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Recent Sighting:

Eastern Towhee Pipilo erythrophthalmus

Order: Passeriformes — Family: Emberizidae

Identification

A distinctive rufous, white and black bird The male has a black hood, upperparts and tail, which contrast with a white belly, white tertial edges and outer tail feathers. The sides of the body are rufous. The amount of white in the wings and tail of the Eastern Towhee varies geographically, with northern birds showing more and the amount declining as you move southward. However, the most distinctive variation in the different subspecies is in the color of the eyes. Northern birds have bright red eyes, birds on the Florida Peninsula show nearly white ones and the subspecies that inhabits northern Florida, Georgia and the Carolinas may have eyes of red, white or orange. The female is similarly patterned but she replaces the black areas of the male with brown coloration. Juveniles are dark, brownish and heavily streaked with two obvious buff wing bars. Their long-tailed, fat-necked shape identifies them as towhees and they have distinctive orange under tail coverts.

Voice

In the spring and summer it is often very conspicuous, singing loudly, often from a high perch. Its song is a cheerful ‘drink-your-tea’, with the last note higher and trilled. The most common call notes are a ‘to-weee’ and a slurred ‘chewink’.

Length

8.5in

Behaviour

Throughout much of the year, the Eastern Towhee demonstrates a remarkable ability to stay out of sight, remain undetected and to quietly slip away when seen. The exception to this is during the spring and summer when the males become conspicuous songsters.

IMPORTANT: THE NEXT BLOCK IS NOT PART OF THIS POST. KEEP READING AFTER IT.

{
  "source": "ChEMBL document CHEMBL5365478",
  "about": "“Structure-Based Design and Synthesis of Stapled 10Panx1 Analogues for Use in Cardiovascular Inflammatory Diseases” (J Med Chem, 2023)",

Migration

Breeds throughout most of the eastern U.S. with much of the southeastern population being resident year-round. Birds that breed in the northern U.S. and southern Canada migrate to the southeastern U.S. to winter. Spring movement is from early March to about mid-May, and the fall movement is from mid-September to late October.

Habitat

The habitat of the Eastern Towhee varies geographically, but always includes areas of dense brush.

Food

Insects, spiders, snails, seeds, berries, small fruits and occasionally small reptiles.

Population trends

Has declined by approximately 90 percent in the northeast in the past 50 years. However, the population appears to be stable throughout the remainder of its range.

Where in US

Breeds throughout most of the eastern U.S. with much of the southeastern population being resident year-round. Birds that breed in the northern U.S. and southern Canada migrate to the southeastern U.S. to winter.

Nests

The nest is usually placed from 1-5 ft. up in the undergrowth or brush tangles of woodlands, wood edges or thickets, but occasionally nests on the ground. It consists of a cup made of leaves, grasses, bark strips and rootlets, lined with finer grasses and hair.

Eggs

Usually 3-4 eggs, but as few as 2, or as many as 6. These are creamy-white to pale gray in color and are spotted with brown, or reddish-brown, and usually more heavily concentrated on the larger end. Double-brooded in the north and often treble-brooded in the south.

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